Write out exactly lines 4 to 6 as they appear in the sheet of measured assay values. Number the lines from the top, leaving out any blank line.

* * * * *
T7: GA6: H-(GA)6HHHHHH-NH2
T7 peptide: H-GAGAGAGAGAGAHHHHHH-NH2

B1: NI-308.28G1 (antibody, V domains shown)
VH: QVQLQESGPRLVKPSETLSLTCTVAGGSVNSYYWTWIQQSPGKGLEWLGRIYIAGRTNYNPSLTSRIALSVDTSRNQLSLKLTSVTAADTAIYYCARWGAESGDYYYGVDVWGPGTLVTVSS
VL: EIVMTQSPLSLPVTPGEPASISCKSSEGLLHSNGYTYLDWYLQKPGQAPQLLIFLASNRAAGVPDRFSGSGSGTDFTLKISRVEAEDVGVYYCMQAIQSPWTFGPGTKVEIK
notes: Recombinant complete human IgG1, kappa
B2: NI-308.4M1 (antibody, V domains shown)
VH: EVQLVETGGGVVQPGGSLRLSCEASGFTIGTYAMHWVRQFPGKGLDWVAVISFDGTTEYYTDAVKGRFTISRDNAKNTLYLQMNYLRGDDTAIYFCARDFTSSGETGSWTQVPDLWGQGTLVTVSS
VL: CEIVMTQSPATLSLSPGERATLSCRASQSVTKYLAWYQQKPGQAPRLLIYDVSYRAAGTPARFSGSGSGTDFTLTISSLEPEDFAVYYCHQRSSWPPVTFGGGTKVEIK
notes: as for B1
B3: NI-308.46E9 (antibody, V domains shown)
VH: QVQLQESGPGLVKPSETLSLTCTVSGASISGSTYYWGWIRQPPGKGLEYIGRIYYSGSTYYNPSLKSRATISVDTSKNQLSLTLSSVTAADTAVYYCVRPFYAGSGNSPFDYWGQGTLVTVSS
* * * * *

VH: QVQLQESGPRLVKPSETLSLTCTVAGGSVNSYYWTWIQQSPGKGLEWLGRIYIAGRTNYNPSLTSRIALSVDTSRNQLSLKLTSVTAADTAIYYCARWGAESGDYYYGVDVWGPGTLVTVSS
VL: EIVMTQSPLSLPVTPGEPASISCKSSEGLLHSNGYTYLDWYLQKPGQAPQLLIFLASNRAAGVPDRFSGSGSGTDFTLKISRVEAEDVGVYYCMQAIQSPWTFGPGTKVEIK
notes: Recombinant complete human IgG1, kappa